How are children's lives altered when a parent goes off to war? What aspects of combat deployment are most likely to put children at risk for psychological and other problems, and what resources for resilience can they tap to overcome such hardships and thrive?
To answer these questions, Patricia Lester and Lieutenant Colonel Eric Flake first examine the deployment cycle, a multistage process that begins with a period of anxious preparation after a family receives notice that a parent will be sent into combat. Perhaps surprisingly, for many families, they write, the most stressful part of the deployment cycle is not the long months of separation that follow but the postdeployment period, when service members, having come home from war, must be reintegrated into families whose internal rhythms have changed and where children have taken on new roles. Lester and Flake then walk us through a range of theoretical perspectives that help us understand the interconnected environments in which military children live their lives, from the dynamics of the family system itself to the external contexts of the communities where they live and the military culture that helps form their identity.
The authors conclude that policy makers can help military-connected children and their families cope with deployment by, among other things, strengthening community support services and adopting public health education measures that are designed to reduce the stigma of seeking treatment for psychological distress. They warn, however, that much recent research on military children's response to deployment is flawed in various ways, and they call for better-designed, longer-term studies as well as more rigorous evaluation of existing and future support programs.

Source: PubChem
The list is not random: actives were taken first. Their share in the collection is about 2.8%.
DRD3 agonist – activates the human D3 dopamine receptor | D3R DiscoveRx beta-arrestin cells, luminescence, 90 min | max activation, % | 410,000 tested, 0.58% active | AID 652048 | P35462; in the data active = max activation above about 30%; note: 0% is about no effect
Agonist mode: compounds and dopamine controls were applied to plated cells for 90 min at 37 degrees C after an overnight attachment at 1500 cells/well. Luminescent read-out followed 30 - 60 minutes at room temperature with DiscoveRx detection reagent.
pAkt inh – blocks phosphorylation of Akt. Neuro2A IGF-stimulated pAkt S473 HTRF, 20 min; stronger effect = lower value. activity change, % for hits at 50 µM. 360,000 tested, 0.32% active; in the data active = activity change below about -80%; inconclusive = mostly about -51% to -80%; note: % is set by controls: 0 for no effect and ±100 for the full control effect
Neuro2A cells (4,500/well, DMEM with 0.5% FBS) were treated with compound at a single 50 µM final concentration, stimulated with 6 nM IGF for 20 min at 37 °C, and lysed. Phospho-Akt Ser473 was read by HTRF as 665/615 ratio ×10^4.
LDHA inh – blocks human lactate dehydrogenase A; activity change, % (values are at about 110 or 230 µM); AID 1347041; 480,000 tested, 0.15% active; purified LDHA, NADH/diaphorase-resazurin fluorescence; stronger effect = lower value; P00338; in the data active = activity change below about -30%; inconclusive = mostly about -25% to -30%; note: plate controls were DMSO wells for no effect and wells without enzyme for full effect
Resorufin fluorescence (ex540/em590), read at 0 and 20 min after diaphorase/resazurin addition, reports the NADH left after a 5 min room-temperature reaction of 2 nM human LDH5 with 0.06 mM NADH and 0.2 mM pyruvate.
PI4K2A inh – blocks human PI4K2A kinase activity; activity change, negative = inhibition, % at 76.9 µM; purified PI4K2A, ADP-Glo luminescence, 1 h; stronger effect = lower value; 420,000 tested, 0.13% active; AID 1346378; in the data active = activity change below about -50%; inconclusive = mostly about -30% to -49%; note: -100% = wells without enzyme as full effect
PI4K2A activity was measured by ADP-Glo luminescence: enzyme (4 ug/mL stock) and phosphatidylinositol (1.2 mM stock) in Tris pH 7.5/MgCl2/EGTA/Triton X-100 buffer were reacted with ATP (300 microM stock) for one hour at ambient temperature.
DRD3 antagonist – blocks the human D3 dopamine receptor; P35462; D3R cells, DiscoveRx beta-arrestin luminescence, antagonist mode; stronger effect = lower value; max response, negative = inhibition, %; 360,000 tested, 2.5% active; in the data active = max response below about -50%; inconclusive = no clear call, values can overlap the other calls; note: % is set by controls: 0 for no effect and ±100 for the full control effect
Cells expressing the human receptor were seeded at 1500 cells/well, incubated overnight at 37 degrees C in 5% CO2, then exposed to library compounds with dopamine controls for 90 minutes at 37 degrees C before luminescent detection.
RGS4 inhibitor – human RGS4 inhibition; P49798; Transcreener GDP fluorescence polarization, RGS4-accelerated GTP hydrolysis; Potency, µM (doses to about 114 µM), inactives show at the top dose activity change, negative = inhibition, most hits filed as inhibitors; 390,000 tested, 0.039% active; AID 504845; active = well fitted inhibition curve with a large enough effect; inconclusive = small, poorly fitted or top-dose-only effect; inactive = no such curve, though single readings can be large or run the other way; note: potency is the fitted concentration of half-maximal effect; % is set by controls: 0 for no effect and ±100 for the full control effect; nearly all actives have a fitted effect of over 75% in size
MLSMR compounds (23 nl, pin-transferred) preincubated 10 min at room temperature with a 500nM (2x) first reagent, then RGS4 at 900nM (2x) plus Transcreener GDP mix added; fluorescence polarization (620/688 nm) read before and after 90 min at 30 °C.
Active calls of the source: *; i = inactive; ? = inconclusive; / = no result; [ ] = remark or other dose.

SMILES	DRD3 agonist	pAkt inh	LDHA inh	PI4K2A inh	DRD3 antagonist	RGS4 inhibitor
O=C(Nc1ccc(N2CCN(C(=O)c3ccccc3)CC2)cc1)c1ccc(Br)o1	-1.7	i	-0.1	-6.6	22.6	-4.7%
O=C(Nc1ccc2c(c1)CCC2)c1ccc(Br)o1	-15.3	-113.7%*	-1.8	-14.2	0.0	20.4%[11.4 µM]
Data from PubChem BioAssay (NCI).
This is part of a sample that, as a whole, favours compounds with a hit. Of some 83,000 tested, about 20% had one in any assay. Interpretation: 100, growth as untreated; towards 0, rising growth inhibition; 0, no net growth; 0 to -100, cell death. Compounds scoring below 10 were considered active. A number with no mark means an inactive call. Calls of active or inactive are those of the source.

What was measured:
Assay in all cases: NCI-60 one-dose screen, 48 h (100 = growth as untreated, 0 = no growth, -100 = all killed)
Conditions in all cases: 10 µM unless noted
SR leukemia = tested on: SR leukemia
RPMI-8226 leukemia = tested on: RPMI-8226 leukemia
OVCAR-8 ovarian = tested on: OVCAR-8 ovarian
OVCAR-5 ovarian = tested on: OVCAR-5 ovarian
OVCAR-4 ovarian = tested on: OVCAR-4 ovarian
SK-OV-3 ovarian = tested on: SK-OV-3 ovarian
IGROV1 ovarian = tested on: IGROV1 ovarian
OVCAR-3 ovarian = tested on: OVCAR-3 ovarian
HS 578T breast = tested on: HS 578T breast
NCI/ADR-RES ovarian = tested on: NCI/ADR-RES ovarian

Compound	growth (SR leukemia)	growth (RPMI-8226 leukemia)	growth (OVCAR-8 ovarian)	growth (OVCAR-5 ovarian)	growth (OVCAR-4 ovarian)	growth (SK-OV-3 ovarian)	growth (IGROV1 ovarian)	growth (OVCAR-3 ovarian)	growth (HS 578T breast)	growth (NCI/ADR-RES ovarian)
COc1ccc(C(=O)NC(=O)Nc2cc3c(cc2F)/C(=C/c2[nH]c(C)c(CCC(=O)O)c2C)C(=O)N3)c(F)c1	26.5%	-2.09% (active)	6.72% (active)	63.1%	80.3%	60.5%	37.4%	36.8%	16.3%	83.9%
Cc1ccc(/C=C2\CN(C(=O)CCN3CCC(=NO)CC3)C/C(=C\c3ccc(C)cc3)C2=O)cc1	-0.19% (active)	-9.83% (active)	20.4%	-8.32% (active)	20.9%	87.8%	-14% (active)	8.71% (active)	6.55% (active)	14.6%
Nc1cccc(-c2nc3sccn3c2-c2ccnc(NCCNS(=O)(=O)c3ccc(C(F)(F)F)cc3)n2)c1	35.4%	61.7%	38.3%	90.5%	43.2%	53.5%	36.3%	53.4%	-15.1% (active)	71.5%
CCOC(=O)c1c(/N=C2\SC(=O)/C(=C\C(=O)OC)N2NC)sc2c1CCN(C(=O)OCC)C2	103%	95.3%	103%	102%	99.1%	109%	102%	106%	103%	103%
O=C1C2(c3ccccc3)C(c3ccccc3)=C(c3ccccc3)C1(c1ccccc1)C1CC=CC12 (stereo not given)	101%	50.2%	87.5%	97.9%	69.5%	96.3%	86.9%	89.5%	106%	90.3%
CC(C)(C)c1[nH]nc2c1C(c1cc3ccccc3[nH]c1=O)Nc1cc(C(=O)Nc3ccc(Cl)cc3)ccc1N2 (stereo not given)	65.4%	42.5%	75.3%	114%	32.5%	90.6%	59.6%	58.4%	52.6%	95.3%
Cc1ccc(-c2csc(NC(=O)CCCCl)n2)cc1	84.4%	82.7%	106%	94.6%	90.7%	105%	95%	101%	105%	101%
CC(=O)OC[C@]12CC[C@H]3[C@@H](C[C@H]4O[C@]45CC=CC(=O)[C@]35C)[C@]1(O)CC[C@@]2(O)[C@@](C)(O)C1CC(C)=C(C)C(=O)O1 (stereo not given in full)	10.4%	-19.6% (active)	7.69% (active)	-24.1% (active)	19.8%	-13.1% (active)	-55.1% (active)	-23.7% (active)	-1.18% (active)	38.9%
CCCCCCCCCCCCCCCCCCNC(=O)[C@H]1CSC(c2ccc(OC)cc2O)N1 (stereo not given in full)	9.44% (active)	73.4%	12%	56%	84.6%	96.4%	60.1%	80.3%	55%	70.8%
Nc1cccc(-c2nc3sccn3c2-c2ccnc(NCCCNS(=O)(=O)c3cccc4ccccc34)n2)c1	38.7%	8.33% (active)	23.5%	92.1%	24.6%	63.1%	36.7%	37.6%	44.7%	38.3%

As the longest war in United States history, the conflict in Iraq and Afghanistan has placed extraordinary demands on children living in military families. Long separation from a parent is difficult for children of any age, but separation combined with the heightened danger of wartime military service is unique to military children.
As a matter of course, military children and their families negotiate the many transitions in military life that are familiar and expected--frequent moves, job reassignments, changing friends and communities, and new schools in different states and even different countries. These transitions may be rewarding, with opportunities for growth and adventure. But they may also be disruptive, with changes in routines and support networks for children and adults alike.
Over the past decade, however, U.S. military children and their families have also had to manage the cumulative stress of separation from a loved one in the context of danger. Children have said goodbye with the pervasive worry that their mother or father might return injured, or might not return at all. Multiple deployments mean that military children may experience this type of separation many times, from infancy to adolescence. Even if they themselves aren't directly affected, most military children know another child who has lost a loved one or seen a parent or sibling return injured from war. These children often know how hard it is to reconnect with a parent who suffers from traumatic brain injury, posttraumatic stress, or a serious physical disability. Deployment and its dangers can threaten children's sense of security in their primary caregiving relationship, a disruption that may not readily resolve even after the parent returns home. Perhaps more than any other unique characteristic of military life, deployment--and the way it shapes children's expectations of their caregiving relationships and their family's sense of safety--is central to understanding how parents' wartime service affects military-connected children.
In this article, we examine what we know and what we still need to know about how children react to military life and their parents' wartime service. …